Colleen M. Story’s Writer Get Noticed! is a strengths-based guide to help writers break the spell of invisibility and discover unique author platforms that will draw readers their way. With over 20 years in the creative industry, Colleen is the founder of Writing and Wellness and Writer CEO. Her author website is colleenmstory.com and you can follow her on Twitter @colleen_m_story.

#Empire Is Coming Back For Season Two!

For awhile it looked like the hot new show Empire wasn’t going to be renewed by Fox, but The Washington Post reported May 10th that it will. I couldn’t be happier.  I was late to become an Empire fanboy, but I’m not sorry about it, because that meant I got to binge-watch the show one weekend.  Empire grabbed me with its seductive opening scene; it was love at first sight.  I was hooked, but something else happened: I unexpectedly started to feel like the show was about me.

I’m not crazy.  Let me explain.

At one point in Episode Four, entertainment mogul Lucious Lyon orders his sullen youngest son Hakeem to get into the studio and write some hip-hop songs.  Now.

empire familyThat’s when I realized the show wasn’t just about music, and an entertainment empire and business maneuvering, and seething family dynamics, and regret, and homophobia, and second marriages, and sibling rivalry, and secrets and lies, and facing terminal illness.  It was also about the writing life.  My writing life.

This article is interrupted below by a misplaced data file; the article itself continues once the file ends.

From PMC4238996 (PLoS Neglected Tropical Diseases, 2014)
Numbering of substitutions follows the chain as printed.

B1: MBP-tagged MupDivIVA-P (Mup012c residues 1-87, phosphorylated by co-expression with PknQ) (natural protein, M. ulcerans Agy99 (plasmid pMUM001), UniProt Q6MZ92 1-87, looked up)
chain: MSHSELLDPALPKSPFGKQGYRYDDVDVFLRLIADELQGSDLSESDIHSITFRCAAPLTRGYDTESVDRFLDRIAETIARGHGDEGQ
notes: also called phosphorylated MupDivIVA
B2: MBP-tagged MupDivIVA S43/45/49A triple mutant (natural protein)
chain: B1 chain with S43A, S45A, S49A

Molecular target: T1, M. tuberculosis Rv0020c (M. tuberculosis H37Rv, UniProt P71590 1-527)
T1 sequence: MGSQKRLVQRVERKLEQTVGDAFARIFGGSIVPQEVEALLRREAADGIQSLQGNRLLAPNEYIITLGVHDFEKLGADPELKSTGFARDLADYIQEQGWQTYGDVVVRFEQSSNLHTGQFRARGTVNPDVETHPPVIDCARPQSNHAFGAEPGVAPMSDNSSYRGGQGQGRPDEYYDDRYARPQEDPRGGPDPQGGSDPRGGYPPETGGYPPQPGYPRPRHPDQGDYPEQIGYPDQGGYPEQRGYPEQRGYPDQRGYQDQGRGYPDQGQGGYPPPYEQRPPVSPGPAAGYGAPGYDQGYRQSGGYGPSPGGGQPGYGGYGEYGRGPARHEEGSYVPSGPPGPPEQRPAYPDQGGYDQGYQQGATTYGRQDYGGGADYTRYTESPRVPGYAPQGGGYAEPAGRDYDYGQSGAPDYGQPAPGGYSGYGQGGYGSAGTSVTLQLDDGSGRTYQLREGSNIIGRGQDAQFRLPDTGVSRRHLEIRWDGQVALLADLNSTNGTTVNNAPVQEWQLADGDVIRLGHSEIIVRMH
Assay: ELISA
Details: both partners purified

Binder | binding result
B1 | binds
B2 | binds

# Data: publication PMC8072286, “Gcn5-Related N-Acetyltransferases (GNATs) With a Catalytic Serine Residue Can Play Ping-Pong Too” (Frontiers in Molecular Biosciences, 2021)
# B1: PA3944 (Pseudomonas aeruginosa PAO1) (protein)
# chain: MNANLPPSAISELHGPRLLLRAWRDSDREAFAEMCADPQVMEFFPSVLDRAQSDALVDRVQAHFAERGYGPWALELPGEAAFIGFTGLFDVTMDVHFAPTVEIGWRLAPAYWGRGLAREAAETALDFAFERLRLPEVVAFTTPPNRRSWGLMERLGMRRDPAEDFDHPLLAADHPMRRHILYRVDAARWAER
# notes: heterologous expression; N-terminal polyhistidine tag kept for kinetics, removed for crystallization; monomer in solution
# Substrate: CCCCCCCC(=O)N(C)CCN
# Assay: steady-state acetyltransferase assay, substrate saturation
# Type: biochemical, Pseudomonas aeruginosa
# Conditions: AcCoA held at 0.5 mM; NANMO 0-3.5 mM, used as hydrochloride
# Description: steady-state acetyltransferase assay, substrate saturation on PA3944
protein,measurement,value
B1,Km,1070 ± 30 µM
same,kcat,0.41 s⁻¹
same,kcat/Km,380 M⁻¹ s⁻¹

On the surface, I couldn’t be more different from the Lyon brothers.  I’m the son of Holocaust survivors, I didn’t grow up with one parent in prison, I don’t sing, I’m not bipolar, and I’m not in a mixed marriage.  But adding their experiences together, like the Lyon brother I’ve felt the intense pressure to produce, produce, produce.  Like them, I’ve been on stage, and I’ve also felt stage fright and felt upstaged.

Like those guys, I’ve felt pushed to do things for publicity I didn’t ever want to do, and badly tempted to do things I thought might get me more publicity.  Like them, I’ve felt the lure of fame and stardom–and sometimes waved it all away as BS.  Like them, I’ve wanted to be true to myself and felt stymied trying to get there and stay there.  Like them, I’ve had a difficult, dramatic mother who believed fiercely in me.  And like them, I’ve had a demanding father who could be totally unreasonable and even violent.

And though I can’t write music, I’ve always had a soundtrack in my head from the first day I heard record albums on my parents’ hi-fi….

hifiThanks to Empire, right now that sound track includes the amazing “What is Love?” sung by Veronika Bozeman.  That’s the song that opens Episode One of Empire and it’s unforgettable.

The show isn’t just absorbing drama with comic highlights, like all the times Lucious’s ex-wife Cookie keeps dissing his lover Anika as “Boo Boo Kitty” or “fake-ass Halle Berry” and practically steals a scene with just a glare.  Hell, I think she can steal a scene she’s not in–all anybody has to do is say her name.  Watch the show yourself, and try it.

empire-cookie-gif

Empire is a well-written, dramatic, sexy, and sometimes hilarious show that also hooks me as a writer whenever it explores the troubles of the creative life, both internal and external.  It hits those notes deep and true every single time.  That show gives me fever.

So now’s the time to catch up on Season One and see if the show gets you hot, too.

Lev Raphael is the author of Writer’s Block is Bunk and 24 other books which you can find on Amazon and Barnes and Noble.